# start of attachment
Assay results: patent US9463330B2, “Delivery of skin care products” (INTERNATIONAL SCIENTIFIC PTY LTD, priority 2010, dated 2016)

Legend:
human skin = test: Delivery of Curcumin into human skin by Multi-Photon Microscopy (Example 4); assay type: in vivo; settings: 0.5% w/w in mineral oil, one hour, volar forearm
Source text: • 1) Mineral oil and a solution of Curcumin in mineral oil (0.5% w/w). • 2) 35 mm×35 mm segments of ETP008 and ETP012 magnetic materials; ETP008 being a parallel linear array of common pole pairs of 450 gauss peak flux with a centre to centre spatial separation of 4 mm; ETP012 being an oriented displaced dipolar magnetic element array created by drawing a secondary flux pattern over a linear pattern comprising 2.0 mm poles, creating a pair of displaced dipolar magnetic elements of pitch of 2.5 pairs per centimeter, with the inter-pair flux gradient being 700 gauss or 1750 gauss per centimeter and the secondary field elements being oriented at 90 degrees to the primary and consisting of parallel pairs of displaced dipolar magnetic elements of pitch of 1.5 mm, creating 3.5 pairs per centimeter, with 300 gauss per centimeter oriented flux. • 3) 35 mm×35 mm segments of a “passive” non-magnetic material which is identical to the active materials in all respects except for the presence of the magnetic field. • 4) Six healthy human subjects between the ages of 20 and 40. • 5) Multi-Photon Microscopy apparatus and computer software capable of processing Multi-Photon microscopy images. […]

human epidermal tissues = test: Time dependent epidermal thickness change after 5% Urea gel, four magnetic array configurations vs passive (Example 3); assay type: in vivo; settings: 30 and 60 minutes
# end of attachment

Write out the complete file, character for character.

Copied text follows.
Assay results: patent US9463330B2, “Delivery of skin care products” (INTERNATIONAL SCIENTIFIC PTY LTD, priority 2010, dated 2016)

Legend:
human skin = test: Delivery of Curcumin into human skin by Multi-Photon Microscopy (Example 4); assay type: in vivo; settings: 0.5% w/w in mineral oil, one hour, volar forearm
Source text: • 1) Mineral oil and a solution of Curcumin in mineral oil (0.5% w/w). • 2) 35 mm×35 mm segments of ETP008 and ETP012 magnetic materials; ETP008 being a parallel linear array of common pole pairs of 450 gauss peak flux with a centre to centre spatial separation of 4 mm; ETP012 being an oriented displaced dipolar magnetic element array created by drawing a secondary flux pattern over a linear pattern comprising 2.0 mm poles, creating a pair of displaced dipolar magnetic elements of pitch of 2.5 pairs per centimeter, with the inter-pair flux gradient being 700 gauss or 1750 gauss per centimeter and the secondary field elements being oriented at 90 degrees to the primary and consisting of parallel pairs of displaced dipolar magnetic elements of pitch of 1.5 mm, creating 3.5 pairs per centimeter, with 300 gauss per centimeter oriented flux. • 3) 35 mm×35 mm segments of a “passive” non-magnetic material which is identical to the active materials in all respects except for the presence of the magnetic field. • 4) Six healthy human subjects between the ages of 20 and 40. • 5) Multi-Photon Microscopy apparatus and computer software capable of processing Multi-Photon microscopy images. […]

human epidermal tissues = test: Time dependent epidermal thickness change after 5% Urea gel, four magnetic array configurations vs passive (Example 3); assay type: in vivo; settings: 30 and 60 minutes